On Saturday, I competed in the B.A.A. 5k as part of the Distance Medley series hosted by the Boston Athletic Association. This year’s field expanded to include 10,000 runners, as the BAA wanted to include as many runners as possible, allowing us to celebrate our love of Boston following the marathon bombings.
I decided to get up and run to the start of the course instead of cabbing it in. It should have only taken about 3.5 miles, except I made a few errors about where to go and how to get there. In the end, I wound up running 5 miles to the start of the race in Boston Common (as seen in the map below, hahaha whoops). I fueled the whole morning on just a single ripe banana.
Because of the number of runners and the insane (for a 5k!) amount of spectators, the start of the race was a little overwhelming, especially for a 5’2″ tall girl. There was also heightened security and a larger than normal police presence. Furthermore, if you wanted to check your bag, you had to dump all of your belongings into clear bag provided by the BAA, making sure all of the contents were visible. Since I only brought my garmin and armband, I just stored my race t-shirt and a bottle of water I picked up from the poland spring stand. After getting through bag check, I got myself down to the “corrals” to get ready for the start of the race.
Most of the runners only fed in and out of one section of the “corrals”( aka, put yourself next to your projected pace). Given that there were so many people, there were many runners who did not place themselves into the correct location because it was so difficult to get to the back of the line. Unfortunately, this also clogged the entire first mile of the race with many faster runners having to dodge some of the slower ones. Most of us cut the B.A.A. a little slack though, because this race was about uniting together as compared to riding the train to PR city.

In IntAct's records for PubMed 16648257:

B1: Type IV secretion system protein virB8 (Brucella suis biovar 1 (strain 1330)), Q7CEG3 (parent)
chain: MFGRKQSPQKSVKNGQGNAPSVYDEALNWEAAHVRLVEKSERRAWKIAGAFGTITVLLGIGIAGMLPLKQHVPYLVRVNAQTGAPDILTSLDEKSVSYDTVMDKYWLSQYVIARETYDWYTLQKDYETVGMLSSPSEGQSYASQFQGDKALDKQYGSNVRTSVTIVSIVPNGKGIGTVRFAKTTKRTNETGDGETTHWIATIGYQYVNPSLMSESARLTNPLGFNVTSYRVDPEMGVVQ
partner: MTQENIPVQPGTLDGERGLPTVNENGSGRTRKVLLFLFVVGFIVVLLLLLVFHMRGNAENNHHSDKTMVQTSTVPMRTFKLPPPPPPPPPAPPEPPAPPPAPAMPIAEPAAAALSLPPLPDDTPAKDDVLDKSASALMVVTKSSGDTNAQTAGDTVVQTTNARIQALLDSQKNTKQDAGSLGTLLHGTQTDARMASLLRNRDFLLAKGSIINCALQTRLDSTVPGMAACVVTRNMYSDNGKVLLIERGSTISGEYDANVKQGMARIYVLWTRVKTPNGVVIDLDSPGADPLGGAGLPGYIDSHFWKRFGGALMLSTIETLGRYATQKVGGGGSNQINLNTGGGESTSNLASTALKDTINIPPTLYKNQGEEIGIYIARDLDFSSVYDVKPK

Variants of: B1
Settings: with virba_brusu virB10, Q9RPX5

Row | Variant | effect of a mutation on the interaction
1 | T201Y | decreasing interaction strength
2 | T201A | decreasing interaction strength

One of the best parts of the race was when we eventually ran through the finish line of the Boston Marathon. I did my best to take a picture of it while running but it was really really hard. I almost dropped my phone at this point, but managed to scoop it up before it hit the ground at the last moment. I also happened to get a little teary eyed once I directly passed underneath, which slowed down my pace a bit as my lungs were having a bit of difficulty expanding to full capacity.
I fed into the finishers shoot, which directed us towards our medals and a sweet stash of food, much more than I had even received for many of my half marathon! I also happened to be one of the lucky few that took their picture with the bag and fife band that played the National Anthem at the start of the race, that is…right before the police made sure to shoo us along.
Regardless, I was only about 20 seconds behind my 5k race PR time! Yahoo! I was number 1343 out of about 9000 runners and was 67th out of 844 runners in my age group. Pretty stinkin’ good if you ask me! Splits listed below also include my jog into downtown. I’ve actually found that racing more has improved my racing times, because I’m getting better at the mental game that also comes into play. Duh moment. Who would have thought that racing more meant better race times.
Overall, it was such an honor to be a part of this race and I am so thankful for having gotten the opportunity to take part. Thank you to the BAA for putting on a spectacular event, and for making every runner feel important, despite their experience or pace. It truly is an event that I would recommend all of my Boston friends take part in at least once in their running history. Hey, come July, I might even be able to train you for it!
Did any of you readers participate in a race this weekend? Anyone run the BAA 5k? What was your experience?